International teams competed on innovation challenges for the EU's Galileo satellite positioning services in Helsinki
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Harvest a pumpkin, play in a labyrinth or identify an interference in the satellite navigation signal. These ideas won the Galileo Innovation Challenges.
The Galileo Innovation Challenge hackathon, which took place in Helsinki on 29 November – 1 December, gathered around 50 competitors in 19 teams to innovate on ways of using the EU's Galileo satellite positioning. The event was hosted by the Finnish Transport and Communications Agency Traficom.
Location information can be used in disciplines such as agricultural robotics
Positioning chips and modules manufacturer u-blox, technology company DA-Group, and the European GNSS Agency (GSA), which manages the Galileo system, set the competition challenges and mentored the teams. The teams concentrated on using Galileo's advanced location information in smartphone applications, focused on detecting anomalies and interference in the positioning signal, and looked for solutions that provided centimetre positioning accuracy for robotics applications.
The event organisers were delighted by the team's diverse and creative approach.
The winners of the challenge set by u-blox experimented on how top-level location information could be used in agricultural robotics. They developed an application that uses aerial imagery and location data to automate pumpkin harvesting in the field. The competitors demonstrated the application with a scaled-down autonomous robot that picked mandarins off the table.
The winners of the GSA challenge implemented a functional game to create and solve virtual labyrinths outdoors. The application uses the enhanced positioning accuracy of the Galileo system to track the player's progress through the virtual labyrinth. The winning uMaze app is available for free from the app store for Android and iPhone devices.
In the DA-Group challenge, first prize went to an unsupervised machine learning algorithm, which detects anomalies and interferences in the satellite navigation signal. In operationally critical applications such as autonomous transport, the reliability of location information is vital. The winning algorithm successfully detected distortions in the satellite signal caused by the earth's atmosphere and solar activity.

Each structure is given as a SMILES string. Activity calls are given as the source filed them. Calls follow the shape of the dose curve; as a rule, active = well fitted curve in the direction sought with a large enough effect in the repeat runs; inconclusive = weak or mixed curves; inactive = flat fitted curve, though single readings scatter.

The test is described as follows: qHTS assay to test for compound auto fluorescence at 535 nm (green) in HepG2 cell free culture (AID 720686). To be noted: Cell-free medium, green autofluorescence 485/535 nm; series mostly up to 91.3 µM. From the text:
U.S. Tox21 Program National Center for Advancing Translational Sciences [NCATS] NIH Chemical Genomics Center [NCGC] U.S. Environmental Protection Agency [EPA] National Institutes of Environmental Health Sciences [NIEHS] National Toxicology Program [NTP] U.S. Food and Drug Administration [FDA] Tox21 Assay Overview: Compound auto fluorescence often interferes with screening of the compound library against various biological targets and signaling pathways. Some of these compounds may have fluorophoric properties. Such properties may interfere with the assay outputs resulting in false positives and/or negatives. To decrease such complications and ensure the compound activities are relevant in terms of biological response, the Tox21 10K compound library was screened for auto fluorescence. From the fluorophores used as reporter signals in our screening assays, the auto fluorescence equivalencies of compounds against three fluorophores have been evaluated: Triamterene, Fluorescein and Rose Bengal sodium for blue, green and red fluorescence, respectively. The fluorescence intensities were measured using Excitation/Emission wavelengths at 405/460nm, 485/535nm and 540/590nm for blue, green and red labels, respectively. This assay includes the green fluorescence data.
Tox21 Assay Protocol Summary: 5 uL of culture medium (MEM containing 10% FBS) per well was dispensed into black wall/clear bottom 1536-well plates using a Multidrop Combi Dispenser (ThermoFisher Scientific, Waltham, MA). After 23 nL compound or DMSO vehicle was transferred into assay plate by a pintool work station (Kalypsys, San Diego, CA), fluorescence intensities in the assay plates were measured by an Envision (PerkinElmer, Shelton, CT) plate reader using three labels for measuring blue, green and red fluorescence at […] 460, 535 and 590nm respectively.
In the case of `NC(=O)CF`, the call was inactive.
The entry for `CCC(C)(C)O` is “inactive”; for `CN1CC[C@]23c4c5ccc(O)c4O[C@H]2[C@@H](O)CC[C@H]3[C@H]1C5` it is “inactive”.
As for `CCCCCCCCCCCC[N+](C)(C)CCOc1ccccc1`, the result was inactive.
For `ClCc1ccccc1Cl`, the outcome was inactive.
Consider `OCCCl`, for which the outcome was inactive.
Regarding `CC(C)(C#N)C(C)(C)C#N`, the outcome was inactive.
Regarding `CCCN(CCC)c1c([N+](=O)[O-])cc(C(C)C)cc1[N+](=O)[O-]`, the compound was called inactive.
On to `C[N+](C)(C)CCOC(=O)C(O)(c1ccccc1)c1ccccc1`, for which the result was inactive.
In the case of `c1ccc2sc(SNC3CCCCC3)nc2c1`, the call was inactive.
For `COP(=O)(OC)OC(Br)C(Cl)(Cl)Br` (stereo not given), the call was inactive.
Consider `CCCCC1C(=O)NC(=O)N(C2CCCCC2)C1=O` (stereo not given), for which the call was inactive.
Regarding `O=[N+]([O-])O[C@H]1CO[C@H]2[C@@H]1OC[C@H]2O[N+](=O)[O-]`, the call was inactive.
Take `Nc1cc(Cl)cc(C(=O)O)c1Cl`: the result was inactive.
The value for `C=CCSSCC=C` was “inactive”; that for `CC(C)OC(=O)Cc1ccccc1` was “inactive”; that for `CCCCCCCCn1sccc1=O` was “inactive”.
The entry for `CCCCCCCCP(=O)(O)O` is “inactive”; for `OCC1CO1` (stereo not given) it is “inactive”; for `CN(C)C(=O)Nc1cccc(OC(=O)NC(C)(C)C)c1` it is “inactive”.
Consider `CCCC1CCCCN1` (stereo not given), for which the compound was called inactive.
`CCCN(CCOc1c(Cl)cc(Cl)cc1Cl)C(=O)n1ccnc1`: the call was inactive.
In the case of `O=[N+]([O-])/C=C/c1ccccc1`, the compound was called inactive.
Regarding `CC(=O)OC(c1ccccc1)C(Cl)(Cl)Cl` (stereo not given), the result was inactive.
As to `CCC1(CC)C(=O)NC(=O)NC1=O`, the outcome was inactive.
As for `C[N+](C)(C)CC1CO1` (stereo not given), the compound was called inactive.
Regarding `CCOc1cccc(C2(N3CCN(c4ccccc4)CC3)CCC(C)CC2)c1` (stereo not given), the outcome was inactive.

Get to know Galileo and boost your business
With digitalisation, satellite navigation has become a significant part of our daily lives. For example, operating electricity networks and transport services requires satellite positioning and accurate time information.
Finnish expertise has been involved in numerous space and satellite projects in recent decades. In recent years, Finland has built its first satellites and our country is becoming a new player in the satellite market. With Galileo, Finnish engineering expertise in the gaming world and in traditional industries is gaining new tools for building even more powerful applications. The added value that Galileo brings to its users is generated by applications used on earth. Strong software expertise is a clear benefit to the Finnish business community as new technology enabled solutions to product and service models are being developed.
"A comprehensive application platform will ensure that Finnish industry and application developers are at the forefront of bringing Galileo-based services to the market," said Jarkko Saarimäki, Director of the National Cyber Security Center at the Finnish Transport and Communications Agency Traficom.
You may have Galileo in your pocket
Galileo, a satellite navigation system built by the European Union, provides very accurate positioning and timing information. Galileo is operated by the European Global Navigation Satellite Systems Agency (GSA) under the guidance of EU member states. Unlike the American GPS or the Russian GLONASS, Galileo is the only satellite positioning system in the world operated by civilian authorities.
Europe is at an important stage in the development of satellite navigation. The Galileo system that went live in 2016 will move to a full performance phase in 2020. This is when the system will be formally declared operational. However, many consumers are unknowingly using Galileo, as much of today's consumer-oriented mobile phones and smart devices already use signals from Galileo satellites.
In addition, Galileo's Search and Rescue (SAR) service, which is part of the Cospas-Sarsat programme, already provides security for mountaineers, off-piste skiers and seafarers.
The development of the Galileo system is continuing. In the next few years it will provide, in addition to traditional positioning and timing information, high accuracy positioning (to approximately 20 cm accuracy) and a signal authentication service for operationally critical applications.
The satellite navigation market is growing and the European Commission estimated it to be worth over €70 billion in 2017. The market is expected to grow to €195 billion by 2025 due to the development of autonomous transport solutions, 5G and IoT systems.
Senior Specialist Tero Vihavainen, tel: 029 539 0121